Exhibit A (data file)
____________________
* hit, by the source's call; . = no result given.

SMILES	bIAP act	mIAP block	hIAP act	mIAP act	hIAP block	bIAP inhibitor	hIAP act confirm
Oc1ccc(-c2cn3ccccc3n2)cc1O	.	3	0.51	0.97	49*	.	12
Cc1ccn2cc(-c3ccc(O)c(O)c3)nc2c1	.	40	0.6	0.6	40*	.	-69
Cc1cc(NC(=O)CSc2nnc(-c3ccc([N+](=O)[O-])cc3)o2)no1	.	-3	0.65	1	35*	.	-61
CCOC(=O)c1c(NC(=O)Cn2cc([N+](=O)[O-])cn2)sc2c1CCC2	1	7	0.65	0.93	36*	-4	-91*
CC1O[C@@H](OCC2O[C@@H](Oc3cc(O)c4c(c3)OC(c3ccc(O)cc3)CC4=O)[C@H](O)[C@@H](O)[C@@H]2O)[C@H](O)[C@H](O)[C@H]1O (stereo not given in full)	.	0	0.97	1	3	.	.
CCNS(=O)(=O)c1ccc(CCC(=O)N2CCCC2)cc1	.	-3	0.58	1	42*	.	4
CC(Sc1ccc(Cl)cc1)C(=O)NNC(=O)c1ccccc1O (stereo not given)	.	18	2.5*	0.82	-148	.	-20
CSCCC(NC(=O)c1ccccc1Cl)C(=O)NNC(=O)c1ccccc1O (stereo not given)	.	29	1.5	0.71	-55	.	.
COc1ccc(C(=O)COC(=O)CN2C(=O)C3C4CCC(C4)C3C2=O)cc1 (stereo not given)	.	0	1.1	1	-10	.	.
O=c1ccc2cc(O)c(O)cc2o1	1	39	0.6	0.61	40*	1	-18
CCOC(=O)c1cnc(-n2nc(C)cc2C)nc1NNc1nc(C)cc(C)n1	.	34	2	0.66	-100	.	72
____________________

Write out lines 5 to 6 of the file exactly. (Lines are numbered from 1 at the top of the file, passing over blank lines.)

Cc1cc(NC(=O)CSc2nnc(-c3ccc([N+](=O)[O-])cc3)o2)no1	.	-3	0.65	1	35*	.	-61
CCOC(=O)c1c(NC(=O)Cn2cc([N+](=O)[O-])cn2)sc2c1CCC2	1	7	0.65	0.93	36*	-4	-91*